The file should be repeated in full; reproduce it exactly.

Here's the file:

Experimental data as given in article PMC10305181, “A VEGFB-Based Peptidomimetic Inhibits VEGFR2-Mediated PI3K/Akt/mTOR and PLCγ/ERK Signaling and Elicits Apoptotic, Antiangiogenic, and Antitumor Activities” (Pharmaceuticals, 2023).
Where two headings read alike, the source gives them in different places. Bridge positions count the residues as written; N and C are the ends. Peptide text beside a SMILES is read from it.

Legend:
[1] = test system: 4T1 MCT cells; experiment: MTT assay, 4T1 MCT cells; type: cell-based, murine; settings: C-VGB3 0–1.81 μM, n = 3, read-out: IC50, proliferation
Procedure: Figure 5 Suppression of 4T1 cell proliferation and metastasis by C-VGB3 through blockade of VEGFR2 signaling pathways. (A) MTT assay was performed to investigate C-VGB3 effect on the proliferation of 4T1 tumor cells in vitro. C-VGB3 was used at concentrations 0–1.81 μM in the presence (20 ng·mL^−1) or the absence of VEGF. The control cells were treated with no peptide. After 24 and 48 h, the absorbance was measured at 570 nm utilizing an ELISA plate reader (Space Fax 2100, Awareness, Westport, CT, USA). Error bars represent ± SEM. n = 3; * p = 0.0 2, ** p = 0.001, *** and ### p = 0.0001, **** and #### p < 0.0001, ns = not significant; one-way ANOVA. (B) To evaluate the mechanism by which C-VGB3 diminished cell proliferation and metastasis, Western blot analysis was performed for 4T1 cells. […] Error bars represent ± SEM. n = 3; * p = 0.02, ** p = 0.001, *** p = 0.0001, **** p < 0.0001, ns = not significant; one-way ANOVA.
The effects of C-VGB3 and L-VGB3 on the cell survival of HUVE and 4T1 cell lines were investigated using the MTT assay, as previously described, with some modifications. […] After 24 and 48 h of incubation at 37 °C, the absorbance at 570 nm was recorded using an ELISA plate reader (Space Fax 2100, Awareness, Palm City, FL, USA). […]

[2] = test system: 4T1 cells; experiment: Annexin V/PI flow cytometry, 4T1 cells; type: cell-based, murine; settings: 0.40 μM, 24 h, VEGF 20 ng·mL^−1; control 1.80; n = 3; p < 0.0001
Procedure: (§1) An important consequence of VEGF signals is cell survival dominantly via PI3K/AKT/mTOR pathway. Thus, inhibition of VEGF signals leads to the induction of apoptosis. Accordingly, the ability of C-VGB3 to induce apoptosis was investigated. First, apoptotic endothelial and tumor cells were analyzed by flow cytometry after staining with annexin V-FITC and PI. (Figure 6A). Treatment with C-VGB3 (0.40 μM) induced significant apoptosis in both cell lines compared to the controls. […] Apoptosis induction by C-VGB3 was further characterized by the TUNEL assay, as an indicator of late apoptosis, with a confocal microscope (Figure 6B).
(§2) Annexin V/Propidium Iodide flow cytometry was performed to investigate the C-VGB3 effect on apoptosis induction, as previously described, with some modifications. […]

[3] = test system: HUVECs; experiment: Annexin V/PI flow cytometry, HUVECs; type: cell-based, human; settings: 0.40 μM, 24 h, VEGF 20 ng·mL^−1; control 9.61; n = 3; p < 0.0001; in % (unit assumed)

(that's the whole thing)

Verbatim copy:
Experimental data as given in article PMC10305181, “A VEGFB-Based Peptidomimetic Inhibits VEGFR2-Mediated PI3K/Akt/mTOR and PLCγ/ERK Signaling and Elicits Apoptotic, Antiangiogenic, and Antitumor Activities” (Pharmaceuticals, 2023).
Where two headings read alike, the source gives them in different places. Bridge positions count the residues as written; N and C are the ends. Peptide text beside a SMILES is read from it.

Legend:
[1] = test system: 4T1 MCT cells; experiment: MTT assay, 4T1 MCT cells; type: cell-based, murine; settings: C-VGB3 0–1.81 μM, n = 3, read-out: IC50, proliferation
Procedure: Figure 5 Suppression of 4T1 cell proliferation and metastasis by C-VGB3 through blockade of VEGFR2 signaling pathways. (A) MTT assay was performed to investigate C-VGB3 effect on the proliferation of 4T1 tumor cells in vitro. C-VGB3 was used at concentrations 0–1.81 μM in the presence (20 ng·mL^−1) or the absence of VEGF. The control cells were treated with no peptide. After 24 and 48 h, the absorbance was measured at 570 nm utilizing an ELISA plate reader (Space Fax 2100, Awareness, Westport, CT, USA). Error bars represent ± SEM. n = 3; * p = 0.0 2, ** p = 0.001, *** and ### p = 0.0001, **** and #### p < 0.0001, ns = not significant; one-way ANOVA. (B) To evaluate the mechanism by which C-VGB3 diminished cell proliferation and metastasis, Western blot analysis was performed for 4T1 cells. […] Error bars represent ± SEM. n = 3; * p = 0.02, ** p = 0.001, *** p = 0.0001, **** p < 0.0001, ns = not significant; one-way ANOVA.
The effects of C-VGB3 and L-VGB3 on the cell survival of HUVE and 4T1 cell lines were investigated using the MTT assay, as previously described, with some modifications. […] After 24 and 48 h of incubation at 37 °C, the absorbance at 570 nm was recorded using an ELISA plate reader (Space Fax 2100, Awareness, Palm City, FL, USA). […]

[2] = test system: 4T1 cells; experiment: Annexin V/PI flow cytometry, 4T1 cells; type: cell-based, murine; settings: 0.40 μM, 24 h, VEGF 20 ng·mL^−1; control 1.80; n = 3; p < 0.0001
Procedure: (§1) An important consequence of VEGF signals is cell survival dominantly via PI3K/AKT/mTOR pathway. Thus, inhibition of VEGF signals leads to the induction of apoptosis. Accordingly, the ability of C-VGB3 to induce apoptosis was investigated. First, apoptotic endothelial and tumor cells were analyzed by flow cytometry after staining with annexin V-FITC and PI. (Figure 6A). Treatment with C-VGB3 (0.40 μM) induced significant apoptosis in both cell lines compared to the controls. […] Apoptosis induction by C-VGB3 was further characterized by the TUNEL assay, as an indicator of late apoptosis, with a confocal microscope (Figure 6B).
(§2) Annexin V/Propidium Iodide flow cytometry was performed to investigate the C-VGB3 effect on apoptosis induction, as previously described, with some modifications. […]

[3] = test system: HUVECs; experiment: Annexin V/PI flow cytometry, HUVECs; type: cell-based, human; settings: 0.40 μM, 24 h, VEGF 20 ng·mL^−1; control 9.61; n = 3; p < 0.0001; in % (unit assumed)